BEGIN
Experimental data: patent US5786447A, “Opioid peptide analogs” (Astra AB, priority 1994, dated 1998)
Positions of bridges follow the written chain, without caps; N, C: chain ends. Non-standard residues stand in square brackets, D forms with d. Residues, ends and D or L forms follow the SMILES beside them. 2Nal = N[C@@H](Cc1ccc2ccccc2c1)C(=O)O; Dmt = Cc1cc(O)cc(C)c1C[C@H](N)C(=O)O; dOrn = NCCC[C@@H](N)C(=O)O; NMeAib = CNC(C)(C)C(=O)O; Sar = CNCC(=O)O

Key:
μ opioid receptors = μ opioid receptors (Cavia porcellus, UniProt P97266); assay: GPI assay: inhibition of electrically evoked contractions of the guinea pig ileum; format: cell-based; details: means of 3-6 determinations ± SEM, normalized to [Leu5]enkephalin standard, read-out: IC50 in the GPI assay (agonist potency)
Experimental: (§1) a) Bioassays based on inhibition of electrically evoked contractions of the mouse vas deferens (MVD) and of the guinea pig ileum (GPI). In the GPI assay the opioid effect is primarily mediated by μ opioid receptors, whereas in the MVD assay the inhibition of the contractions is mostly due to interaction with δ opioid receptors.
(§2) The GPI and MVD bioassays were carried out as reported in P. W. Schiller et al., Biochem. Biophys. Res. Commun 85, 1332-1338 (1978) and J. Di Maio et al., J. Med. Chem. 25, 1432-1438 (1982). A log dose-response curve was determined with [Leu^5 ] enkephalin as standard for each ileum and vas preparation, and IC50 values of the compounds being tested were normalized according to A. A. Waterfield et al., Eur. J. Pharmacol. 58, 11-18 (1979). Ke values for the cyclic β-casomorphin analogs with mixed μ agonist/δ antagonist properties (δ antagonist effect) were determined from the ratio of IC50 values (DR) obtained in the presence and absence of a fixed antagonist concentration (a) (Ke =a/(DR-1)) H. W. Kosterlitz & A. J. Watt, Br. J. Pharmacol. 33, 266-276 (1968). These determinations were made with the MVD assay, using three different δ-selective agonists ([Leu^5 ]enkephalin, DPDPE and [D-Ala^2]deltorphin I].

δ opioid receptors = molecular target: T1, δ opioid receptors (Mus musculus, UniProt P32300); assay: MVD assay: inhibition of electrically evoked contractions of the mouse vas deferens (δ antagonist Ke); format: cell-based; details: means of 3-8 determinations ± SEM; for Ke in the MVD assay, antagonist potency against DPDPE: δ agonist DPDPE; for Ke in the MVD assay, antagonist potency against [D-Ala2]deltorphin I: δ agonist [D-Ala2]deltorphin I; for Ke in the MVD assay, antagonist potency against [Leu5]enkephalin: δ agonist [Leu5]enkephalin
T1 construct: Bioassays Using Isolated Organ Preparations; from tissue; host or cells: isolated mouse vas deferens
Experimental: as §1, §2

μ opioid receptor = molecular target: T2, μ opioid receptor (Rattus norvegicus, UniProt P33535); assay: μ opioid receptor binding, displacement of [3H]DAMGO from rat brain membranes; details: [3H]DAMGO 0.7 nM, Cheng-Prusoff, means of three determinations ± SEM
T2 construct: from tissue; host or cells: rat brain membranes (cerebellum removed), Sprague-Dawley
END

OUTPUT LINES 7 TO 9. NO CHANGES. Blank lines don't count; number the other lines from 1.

δ opioid receptors = molecular target: T1, δ opioid receptors (Mus musculus, UniProt P32300); assay: MVD assay: inhibition of electrically evoked contractions of the mouse vas deferens (δ antagonist Ke); format: cell-based; details: means of 3-8 determinations ± SEM; for Ke in the MVD assay, antagonist potency against DPDPE: δ agonist DPDPE; for Ke in the MVD assay, antagonist potency against [D-Ala2]deltorphin I: δ agonist [D-Ala2]deltorphin I; for Ke in the MVD assay, antagonist potency against [Leu5]enkephalin: δ agonist [Leu5]enkephalin
T1 construct: Bioassays Using Isolated Organ Preparations; from tissue; host or cells: isolated mouse vas deferens
Experimental: as §1, §2